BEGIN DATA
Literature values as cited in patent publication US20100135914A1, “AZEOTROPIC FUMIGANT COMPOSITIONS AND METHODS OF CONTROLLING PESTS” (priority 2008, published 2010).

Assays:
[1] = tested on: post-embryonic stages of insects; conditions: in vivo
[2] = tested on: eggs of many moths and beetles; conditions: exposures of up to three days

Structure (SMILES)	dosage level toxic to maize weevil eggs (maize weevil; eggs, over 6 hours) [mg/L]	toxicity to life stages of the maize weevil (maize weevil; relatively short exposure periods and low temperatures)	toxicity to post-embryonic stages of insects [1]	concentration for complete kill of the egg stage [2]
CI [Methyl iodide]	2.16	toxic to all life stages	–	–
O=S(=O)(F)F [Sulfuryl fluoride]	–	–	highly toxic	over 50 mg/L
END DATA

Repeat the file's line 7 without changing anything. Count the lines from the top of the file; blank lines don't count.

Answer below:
O=S(=O)(F)F [Sulfuryl fluoride]	–	–	highly toxic	over 50 mg/L